Apropos of that, in the following segments of this posts, I am going to list all the important details you need to focus on if you want to make your visual assets work for you in search:

1. Context

When choosing an image for your post, it is advisable that you think about how well it actually relates to the subject at hand. Context is king. Apart from the overall quality of the image, aspect ratio and resolution, your goal is to combine images with text in order to tell a better story.

Sure, everyone loves to see a picture of a cute cat, but before you decide to insert an image like that in your article, it’s advisable to think about how well it actually goes with the general agenda of your post. Does it make sense to put a picture of a cat in a blog post that talks about SEO and link building? – I think not.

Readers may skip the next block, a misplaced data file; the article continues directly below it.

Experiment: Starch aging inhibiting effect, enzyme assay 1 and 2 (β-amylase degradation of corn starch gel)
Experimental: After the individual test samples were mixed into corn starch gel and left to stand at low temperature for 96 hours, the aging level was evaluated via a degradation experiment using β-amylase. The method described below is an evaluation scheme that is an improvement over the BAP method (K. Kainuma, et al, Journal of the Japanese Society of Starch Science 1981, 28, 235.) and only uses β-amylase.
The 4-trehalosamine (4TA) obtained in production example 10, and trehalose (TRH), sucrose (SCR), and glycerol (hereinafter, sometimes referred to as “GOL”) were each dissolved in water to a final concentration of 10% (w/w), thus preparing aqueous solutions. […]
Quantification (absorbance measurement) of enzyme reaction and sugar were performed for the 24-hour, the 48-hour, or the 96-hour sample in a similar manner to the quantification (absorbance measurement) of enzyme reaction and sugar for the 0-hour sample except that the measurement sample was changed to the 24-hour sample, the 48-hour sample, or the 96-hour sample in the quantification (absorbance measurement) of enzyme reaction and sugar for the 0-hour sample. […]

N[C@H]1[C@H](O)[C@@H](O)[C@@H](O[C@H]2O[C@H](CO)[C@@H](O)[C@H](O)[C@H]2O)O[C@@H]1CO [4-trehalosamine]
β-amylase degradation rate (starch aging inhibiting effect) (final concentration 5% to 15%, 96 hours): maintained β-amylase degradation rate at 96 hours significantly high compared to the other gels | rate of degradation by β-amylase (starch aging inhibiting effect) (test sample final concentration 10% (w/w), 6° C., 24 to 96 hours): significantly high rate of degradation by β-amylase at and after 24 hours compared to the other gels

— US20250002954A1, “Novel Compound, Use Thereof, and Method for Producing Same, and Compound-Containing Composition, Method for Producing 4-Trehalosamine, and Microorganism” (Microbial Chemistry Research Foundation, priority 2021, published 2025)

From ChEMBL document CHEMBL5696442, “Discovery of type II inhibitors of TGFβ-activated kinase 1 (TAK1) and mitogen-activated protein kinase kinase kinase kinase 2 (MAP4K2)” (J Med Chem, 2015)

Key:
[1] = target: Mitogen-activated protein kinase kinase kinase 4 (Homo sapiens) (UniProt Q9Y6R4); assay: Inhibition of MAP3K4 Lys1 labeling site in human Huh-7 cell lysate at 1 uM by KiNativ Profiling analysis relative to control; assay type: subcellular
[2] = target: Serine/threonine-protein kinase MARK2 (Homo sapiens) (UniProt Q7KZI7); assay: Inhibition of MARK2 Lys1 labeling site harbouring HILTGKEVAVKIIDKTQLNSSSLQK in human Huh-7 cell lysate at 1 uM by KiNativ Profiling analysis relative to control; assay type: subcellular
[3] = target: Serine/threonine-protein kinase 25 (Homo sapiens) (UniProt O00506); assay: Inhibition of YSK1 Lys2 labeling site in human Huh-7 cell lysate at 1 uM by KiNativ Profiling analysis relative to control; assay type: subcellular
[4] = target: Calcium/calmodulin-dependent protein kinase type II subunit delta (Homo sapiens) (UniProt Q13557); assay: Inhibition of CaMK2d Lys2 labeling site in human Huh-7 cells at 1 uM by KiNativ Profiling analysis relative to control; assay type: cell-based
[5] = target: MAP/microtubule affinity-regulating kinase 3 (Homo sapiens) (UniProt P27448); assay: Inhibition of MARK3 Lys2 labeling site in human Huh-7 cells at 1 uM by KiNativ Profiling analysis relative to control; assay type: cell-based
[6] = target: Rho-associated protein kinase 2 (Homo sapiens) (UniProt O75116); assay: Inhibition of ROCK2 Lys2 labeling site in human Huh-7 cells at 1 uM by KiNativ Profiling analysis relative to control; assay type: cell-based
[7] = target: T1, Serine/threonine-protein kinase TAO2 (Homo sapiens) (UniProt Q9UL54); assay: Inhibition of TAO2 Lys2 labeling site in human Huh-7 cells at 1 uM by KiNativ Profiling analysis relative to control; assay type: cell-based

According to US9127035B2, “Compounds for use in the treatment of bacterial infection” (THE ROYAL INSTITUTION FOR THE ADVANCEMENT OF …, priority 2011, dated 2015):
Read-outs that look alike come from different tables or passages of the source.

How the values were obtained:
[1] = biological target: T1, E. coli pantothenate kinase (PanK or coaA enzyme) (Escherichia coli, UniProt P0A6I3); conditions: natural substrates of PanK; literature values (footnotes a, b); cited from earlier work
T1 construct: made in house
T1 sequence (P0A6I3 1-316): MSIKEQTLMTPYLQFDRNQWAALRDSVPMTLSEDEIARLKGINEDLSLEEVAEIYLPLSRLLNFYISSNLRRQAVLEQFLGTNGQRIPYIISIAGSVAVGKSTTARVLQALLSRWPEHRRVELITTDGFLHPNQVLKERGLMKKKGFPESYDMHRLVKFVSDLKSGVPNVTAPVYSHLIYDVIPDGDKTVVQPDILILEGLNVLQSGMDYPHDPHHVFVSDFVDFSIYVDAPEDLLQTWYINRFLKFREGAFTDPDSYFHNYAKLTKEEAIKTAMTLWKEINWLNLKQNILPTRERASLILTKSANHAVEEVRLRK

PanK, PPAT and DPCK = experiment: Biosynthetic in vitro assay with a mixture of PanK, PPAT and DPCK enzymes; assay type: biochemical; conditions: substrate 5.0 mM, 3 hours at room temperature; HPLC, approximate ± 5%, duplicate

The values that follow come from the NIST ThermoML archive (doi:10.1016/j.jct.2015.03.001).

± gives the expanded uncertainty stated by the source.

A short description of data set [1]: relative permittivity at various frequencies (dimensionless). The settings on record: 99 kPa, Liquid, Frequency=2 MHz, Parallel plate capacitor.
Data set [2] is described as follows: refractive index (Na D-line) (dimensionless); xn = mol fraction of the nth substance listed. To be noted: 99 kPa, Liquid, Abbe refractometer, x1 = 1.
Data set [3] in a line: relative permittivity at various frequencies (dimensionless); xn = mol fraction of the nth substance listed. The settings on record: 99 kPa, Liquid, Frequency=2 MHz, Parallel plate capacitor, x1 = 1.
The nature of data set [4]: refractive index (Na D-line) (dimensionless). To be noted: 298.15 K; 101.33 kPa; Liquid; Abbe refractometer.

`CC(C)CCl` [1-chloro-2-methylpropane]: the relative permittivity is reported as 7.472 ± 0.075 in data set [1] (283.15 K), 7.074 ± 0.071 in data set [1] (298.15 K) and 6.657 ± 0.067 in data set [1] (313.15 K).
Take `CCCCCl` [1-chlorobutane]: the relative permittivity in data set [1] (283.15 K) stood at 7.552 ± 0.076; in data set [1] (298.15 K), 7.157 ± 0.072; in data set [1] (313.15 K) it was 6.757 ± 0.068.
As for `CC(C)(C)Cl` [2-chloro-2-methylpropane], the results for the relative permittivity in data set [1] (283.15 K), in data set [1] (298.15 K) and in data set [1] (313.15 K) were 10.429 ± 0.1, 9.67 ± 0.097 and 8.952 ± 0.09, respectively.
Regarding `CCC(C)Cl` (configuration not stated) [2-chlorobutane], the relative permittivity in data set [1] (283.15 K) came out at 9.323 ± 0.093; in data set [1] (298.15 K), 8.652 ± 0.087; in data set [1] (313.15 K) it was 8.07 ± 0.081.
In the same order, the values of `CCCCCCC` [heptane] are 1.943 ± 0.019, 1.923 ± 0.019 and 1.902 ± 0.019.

2. Uniqueness

Original content matters. If you’re using content from a site that offers free images, you probably won’t get a lot of traffic through it. As you probably know, Google doesn’t really dig duplicate content. In fact, it’s pretty annoyed by it. Google doesn’t want to rank multiple copies of the same image in SERP for various keywords, so be sure to allocate a small chunk of your budget to buying or creating custom images. Sites like Inbound Now use a featured image generation plugin to spruce up their media compositions.

3. Try Adding a Keyword in the Page URL

Be sure to add the search text in the link. Even though there are top ranking images which do not include the search text in the URL, there are still examples that prove this could help. When you really sit down and think about it, this sort of thing makes sense.